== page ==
Those include Michelangelo’s first major sculpture, Bacchus, and his Pitti Tondo, Donatello’s acclaimed Bronze David and St. George, and Bernini’s Bust of Costanza.

You generally don’t have to book in advance for this museum. But in high season, it’s probably the way to go.

Here’s my complete guide to the must see masterpieces of the Bargello Museum. Click here to pre-book a Bargello ticket. Click here to book a ticket + tour.

the tomb of Lorenzo de Medici in the Medici Chapel
Michelangelo’s Tomb of Lorenzo de Medici in the Medici Chapel

5. Medici Chapels | New Sacristy

The Medici Chapels are an awe inspiring must see site in Florence. The museum has the largest number of Michelangelo sculptures in Florence.

It’s part of the magnificent Basilica of San Lorenzo Complex. San Lorenzo was the official parish church of the Medici family.

But, as a national museum, the Medici Chapel has a separate entrance and separate ticket.

Michelangelo himself designed the New Sacristy, between 1520-34. Michelangelo carved six tomb statues — the effigies of Giuliano and Lorenzo de Medici and the allegories of Night, Day, Dusk and Dawn.

Michelangelo, Night, 1520 -- in the Medici Chapel
Michelangelo, Night, 1520 — in the Medici Chapel

Night is regarded as one of Michelangelo’s finest works. To me, the effigy of Giuliano is also extraordinarily beautiful.

The Medici Chapel has become very popular in recent years. It’s best to book ahead to make sure you see Michelangelo’s sculptures. Otherwise, you might not finish the Michelangelo trail in Florence.

Click here to pre-purchase a skip the line ticket. Click here to book a 2 hour guided tour of the chapel.

the Pitti Palace

6. Pitti Palace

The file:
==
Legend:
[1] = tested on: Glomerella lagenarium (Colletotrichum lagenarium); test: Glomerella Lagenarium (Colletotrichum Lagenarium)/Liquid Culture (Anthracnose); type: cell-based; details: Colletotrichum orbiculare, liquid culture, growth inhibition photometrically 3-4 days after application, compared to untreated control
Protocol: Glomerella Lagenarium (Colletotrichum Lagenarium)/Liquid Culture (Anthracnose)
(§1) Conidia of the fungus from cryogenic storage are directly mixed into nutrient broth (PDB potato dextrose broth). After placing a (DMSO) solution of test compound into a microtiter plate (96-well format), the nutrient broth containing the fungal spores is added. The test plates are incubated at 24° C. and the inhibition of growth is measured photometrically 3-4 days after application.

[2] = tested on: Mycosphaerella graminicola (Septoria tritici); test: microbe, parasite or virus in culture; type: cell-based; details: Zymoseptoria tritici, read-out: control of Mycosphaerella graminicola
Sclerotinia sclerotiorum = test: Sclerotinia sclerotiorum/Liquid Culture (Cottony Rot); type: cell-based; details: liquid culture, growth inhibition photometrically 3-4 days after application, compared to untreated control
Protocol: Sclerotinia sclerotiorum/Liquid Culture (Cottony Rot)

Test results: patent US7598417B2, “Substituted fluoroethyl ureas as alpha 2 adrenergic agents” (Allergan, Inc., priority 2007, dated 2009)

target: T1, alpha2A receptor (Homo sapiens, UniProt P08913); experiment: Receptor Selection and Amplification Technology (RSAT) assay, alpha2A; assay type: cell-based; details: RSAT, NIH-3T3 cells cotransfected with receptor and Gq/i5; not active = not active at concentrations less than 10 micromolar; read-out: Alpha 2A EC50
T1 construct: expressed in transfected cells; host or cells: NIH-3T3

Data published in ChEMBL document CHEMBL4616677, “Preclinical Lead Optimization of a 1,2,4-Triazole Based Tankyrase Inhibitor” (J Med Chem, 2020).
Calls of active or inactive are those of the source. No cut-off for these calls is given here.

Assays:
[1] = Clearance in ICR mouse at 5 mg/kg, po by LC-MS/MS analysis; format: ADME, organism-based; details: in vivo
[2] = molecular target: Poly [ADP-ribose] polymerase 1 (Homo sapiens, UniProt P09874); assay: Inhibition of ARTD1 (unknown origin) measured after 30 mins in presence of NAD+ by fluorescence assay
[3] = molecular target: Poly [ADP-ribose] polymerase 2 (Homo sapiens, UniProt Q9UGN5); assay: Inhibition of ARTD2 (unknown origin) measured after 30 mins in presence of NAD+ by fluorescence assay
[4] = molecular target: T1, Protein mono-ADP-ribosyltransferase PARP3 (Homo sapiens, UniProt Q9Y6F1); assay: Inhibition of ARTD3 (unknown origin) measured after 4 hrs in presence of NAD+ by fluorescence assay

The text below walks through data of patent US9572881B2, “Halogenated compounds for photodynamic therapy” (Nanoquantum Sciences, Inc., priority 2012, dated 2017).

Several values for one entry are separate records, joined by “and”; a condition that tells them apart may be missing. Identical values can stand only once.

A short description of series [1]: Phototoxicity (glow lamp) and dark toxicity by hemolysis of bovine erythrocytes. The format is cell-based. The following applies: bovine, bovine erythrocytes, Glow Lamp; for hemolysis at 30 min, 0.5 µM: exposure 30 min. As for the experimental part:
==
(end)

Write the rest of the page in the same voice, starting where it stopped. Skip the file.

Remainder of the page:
The Palazzo Pitti is a must visit destination in Florence for art lovers. It’s located in the Oltrarno district, which is now Florence’s trendiest neighborhood.

The palace houses four museums. The most important museum, by far, is the Palatine Gallery. It occupies the left wing of the first floor.

The Palatine houses an impressive collection of over 500 paintings, displayed amid lavish furnishings. It includes old masters works by Botticelli, Raphael, Titian, Rubens, Caravaggio, and other European and Italian painters.

You might not need reservations at the Pitti Palace, if it’s not high season. But why wait in line, if like me you’re allergic to lines?

ceiling frescos by Pietro da Cortona in the Pitti Palace
ceiling frescos by Pietro da Cortona in the Pitti Palace

Click here to pre-book a ticket to the Pitti Palace. Click here to book a guided tour of the magnificent museum.

You can book a combined tour of the Pitti Palace, Uffizi Gallery and the Academia to see Florence’s best museums. There’s also a combined ticket and guided tour to the palace, the Palatine gallery, and the Boboli Gardens. 

The palace gardens are gorgeous, but you have to book a separate ticket for them. Click here to pre-book a skip the line ticket to the Boboli Gardens.

READ: Complete Guide To the Pitti Palace

Masaccio frescos in the Brancacci Chapel, for which you'll need a ticket and advance reservation
Masaccio frescos in the Brancacci Chapel

7. Brancacci Chapel

The Brancacci Chapel is a supreme example of early Renaissance painting. It’s completely filled with frescos by early Renaissance artist Masaccio and his workshop.